• Length 194.9 in
  • Wheelbase 112.2 in
  • Height 68.1 in
  • Max Width 76.0 in
  • Front Width 65.3 in
  • Rear Width 65.4 in
  • Curb Weight 4,145.0 lbs

Exterior Colors

Toyota's Highlander is available in a range of humdrum, inoffensive exterior colors. A total of eight are available, but not on all models. The base L model is only available in Magnetic Gray Metallic, Celestial Silver Metallic, Midnight Black Metallic, Opulent Amber, Blueprint, and Blizzard Pearl, which is the only extra-cost option at $425. Most models from the LE upwards get access to the full color palette, which adds Ruby Flare Pearl and Moon Dust at $425 each. The XSE's color palette is limited to the options that work well with its darker exterior accents, so this trim isn't compatible with Opulent Amber and Moon Dust.

  • Magnetic Gray Metallic
  • Celestial Silver Metallic
  • Midnight Black Metallic
  • Opulent Amber
  • Blueprint
  • Blizzard Pearl
  • Moon Dust
  • Ruby Flare Pearl

Highlander Performance

The Toyota Highlander SUV is available in two flavors: a naturally-aspirated V6 and a more efficient hybrid. The 295 horsepower and 263 lb-ft gas V6 is a smooth, relaxed powertrain. It's available in both front- and all-wheel-drive configurations, both using an eight-speed automatic transmission. If you add the available towing package, the gas Highlander is capable of towing 5,000 lbs. In hybrid format, the Highlander uses a naturally-aspirated 2.5-liter four-cylinder engine and two electric motors. The combination puts its power down via a CVT transmission. It's available in FWD, in which case the electric motor is part of the gearbox assembly, or in AWD hybrid form where there is no mechanical coupling between the front and rear axle. The engine powers the front wheels, while a single electric motor takes care of the rear. Hybrid models have a maximum towing capacity of 3,500 lbs.

Toyota doesn't claim performance figures, but independent tests have shown that the gas model can sprint from 0 to 60 mph in an impressive 6.7 seconds. In our review of the Toyota Highlander, we found its acceleration to be good. The hybrid is slightly slower, taking 7.3 seconds to do the same. There are more powerful hybrid options out there. Ford's Explorer is a prime example, as it's both faster and can tow more. Toyota's focus appears to be fuel efficiency, however. In this particular segment, the latter makes more sense to us.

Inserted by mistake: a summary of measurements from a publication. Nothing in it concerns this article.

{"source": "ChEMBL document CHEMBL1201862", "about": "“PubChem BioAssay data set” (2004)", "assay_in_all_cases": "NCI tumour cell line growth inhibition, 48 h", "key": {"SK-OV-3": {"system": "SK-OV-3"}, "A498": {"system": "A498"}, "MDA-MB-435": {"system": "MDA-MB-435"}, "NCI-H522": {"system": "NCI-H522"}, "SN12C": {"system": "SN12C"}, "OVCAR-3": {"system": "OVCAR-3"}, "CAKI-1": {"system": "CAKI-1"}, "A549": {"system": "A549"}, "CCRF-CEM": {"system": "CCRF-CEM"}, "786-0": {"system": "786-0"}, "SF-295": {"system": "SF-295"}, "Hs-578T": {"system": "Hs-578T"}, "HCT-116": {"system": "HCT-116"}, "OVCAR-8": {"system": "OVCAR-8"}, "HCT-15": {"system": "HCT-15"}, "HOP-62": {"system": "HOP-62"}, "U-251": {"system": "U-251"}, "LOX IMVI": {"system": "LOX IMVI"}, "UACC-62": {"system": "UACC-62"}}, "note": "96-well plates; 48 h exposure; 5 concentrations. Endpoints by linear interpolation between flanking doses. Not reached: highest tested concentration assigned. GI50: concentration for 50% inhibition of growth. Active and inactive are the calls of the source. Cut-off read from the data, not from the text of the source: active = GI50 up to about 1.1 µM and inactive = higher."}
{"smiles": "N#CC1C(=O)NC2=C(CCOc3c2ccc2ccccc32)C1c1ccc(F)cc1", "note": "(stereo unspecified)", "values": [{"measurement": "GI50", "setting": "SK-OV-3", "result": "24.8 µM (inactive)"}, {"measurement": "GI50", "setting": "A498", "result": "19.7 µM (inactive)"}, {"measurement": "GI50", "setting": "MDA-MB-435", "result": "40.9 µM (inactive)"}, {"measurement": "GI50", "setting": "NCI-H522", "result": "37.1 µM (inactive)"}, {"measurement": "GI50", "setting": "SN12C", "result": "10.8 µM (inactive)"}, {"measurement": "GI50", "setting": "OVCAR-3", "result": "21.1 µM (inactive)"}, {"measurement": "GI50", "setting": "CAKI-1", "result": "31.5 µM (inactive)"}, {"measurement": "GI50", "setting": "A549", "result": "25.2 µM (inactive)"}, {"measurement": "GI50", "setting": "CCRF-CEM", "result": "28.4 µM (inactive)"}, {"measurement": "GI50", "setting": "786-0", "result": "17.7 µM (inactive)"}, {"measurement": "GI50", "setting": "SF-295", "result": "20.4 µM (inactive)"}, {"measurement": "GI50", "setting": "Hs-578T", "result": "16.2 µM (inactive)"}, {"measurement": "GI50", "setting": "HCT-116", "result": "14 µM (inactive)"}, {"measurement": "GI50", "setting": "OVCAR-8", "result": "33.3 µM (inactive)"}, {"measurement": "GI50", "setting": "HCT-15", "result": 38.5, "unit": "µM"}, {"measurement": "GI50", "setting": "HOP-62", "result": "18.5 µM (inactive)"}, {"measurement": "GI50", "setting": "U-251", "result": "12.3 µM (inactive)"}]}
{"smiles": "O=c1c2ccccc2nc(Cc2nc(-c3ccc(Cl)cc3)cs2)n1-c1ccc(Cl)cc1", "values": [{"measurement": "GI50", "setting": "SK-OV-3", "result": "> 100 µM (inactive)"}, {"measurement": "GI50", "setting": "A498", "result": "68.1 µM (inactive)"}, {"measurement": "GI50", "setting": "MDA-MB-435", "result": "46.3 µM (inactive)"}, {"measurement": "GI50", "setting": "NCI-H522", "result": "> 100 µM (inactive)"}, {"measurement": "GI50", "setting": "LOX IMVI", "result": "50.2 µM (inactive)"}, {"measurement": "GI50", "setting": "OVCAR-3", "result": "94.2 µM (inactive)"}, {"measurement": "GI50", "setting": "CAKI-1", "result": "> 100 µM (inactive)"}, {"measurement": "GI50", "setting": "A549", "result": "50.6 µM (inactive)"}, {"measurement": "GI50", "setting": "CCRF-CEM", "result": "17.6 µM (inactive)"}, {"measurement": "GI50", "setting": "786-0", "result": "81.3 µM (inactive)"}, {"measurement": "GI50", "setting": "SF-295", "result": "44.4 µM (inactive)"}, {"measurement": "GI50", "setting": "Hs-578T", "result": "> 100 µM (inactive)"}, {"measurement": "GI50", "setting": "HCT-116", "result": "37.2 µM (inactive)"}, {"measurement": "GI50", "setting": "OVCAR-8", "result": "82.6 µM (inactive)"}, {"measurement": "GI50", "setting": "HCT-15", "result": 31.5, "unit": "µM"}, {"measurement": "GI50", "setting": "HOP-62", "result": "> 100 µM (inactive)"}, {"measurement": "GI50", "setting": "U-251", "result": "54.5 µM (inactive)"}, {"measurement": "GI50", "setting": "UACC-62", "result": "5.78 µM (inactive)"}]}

2021 Toyota Highlander Rear Angle View CarBuzz
2021 Toyota Highlander Gauge Cluster CarBuzz
2021 Toyota Highlander Engine Bay CarBuzz

Engine and Transmission

The 3.5-liter V6 engine equipped as standard is mated to an eight-speed automatic transmission. Hybrid-wise, you can choose a 2.5-liter naturally aspirated motor with electric assistance.

The V6 produces 295 hp at 6,600 rpm, while the 263 lb-ft of torque only arrives at 4,700 rpm. It's a peaky old-school engine, and you need to work it hard when the entire family is on board. In everyday situations, the eight-speeder goes about its business quietly and efficiently. That's perfectly fine, considering the application.

The hybrid model is quite interesting in its approach. Whereas rivals like the Ford Explorer use hybridization to produce more power, Toyota uses it for ultimate efficiency. CVT transmissions are getting better, but they're still nowhere near as refined as traditional torque converter 'boxes. CVTs tend to work well in vehicles with plenty of low-down torque. The combustion engine produces 186 hp and 175 lb-ft by itself. These figures are poor, but the electric motor takes the combined power output up to 243 hp. The low-down torque comes from the electric motor, which fills the power gaps adequately.

We're not fans of CVTs, but this one works well enough. It doesn't make us want to get out of the Highlander and walk in front of an oncoming bus. The same could not be said of the first- and second-generation Prius.

  • Engine
    3.5L V6 Gas
  • Transmission
    8-Speed Automatic
  • Drivetrains
    AWD, FWD

Handling and Driving Impressions